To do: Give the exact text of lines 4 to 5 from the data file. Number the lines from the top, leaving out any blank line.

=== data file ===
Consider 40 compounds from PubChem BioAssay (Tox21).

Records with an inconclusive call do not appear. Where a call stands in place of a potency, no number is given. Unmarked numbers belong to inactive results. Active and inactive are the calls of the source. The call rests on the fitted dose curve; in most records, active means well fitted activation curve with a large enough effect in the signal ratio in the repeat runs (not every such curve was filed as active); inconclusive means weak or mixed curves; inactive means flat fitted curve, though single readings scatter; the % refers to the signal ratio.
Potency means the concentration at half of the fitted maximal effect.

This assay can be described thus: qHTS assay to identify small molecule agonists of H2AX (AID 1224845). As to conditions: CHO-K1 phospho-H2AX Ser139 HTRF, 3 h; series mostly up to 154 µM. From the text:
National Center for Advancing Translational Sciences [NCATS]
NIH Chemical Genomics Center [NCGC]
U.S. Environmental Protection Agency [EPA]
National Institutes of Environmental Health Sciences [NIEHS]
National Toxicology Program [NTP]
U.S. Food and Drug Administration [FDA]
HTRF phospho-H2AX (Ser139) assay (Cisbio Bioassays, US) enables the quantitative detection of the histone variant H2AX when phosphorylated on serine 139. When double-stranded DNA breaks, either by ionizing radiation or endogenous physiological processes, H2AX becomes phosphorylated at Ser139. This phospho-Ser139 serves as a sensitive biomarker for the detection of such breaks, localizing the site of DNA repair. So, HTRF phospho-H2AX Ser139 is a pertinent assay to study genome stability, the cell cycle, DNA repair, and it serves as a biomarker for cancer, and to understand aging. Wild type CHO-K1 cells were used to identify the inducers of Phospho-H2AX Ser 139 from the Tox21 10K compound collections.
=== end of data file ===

This assay can be described thus: qHTS assay to identify small molecule agonists of H2AX (AID 1224845). As to conditions: CHO-K1 phospho-H2AX Ser139 HTRF, 3 h; series mostly up to 154 µM. From the text:
National Center for Advancing Translational Sciences [NCATS]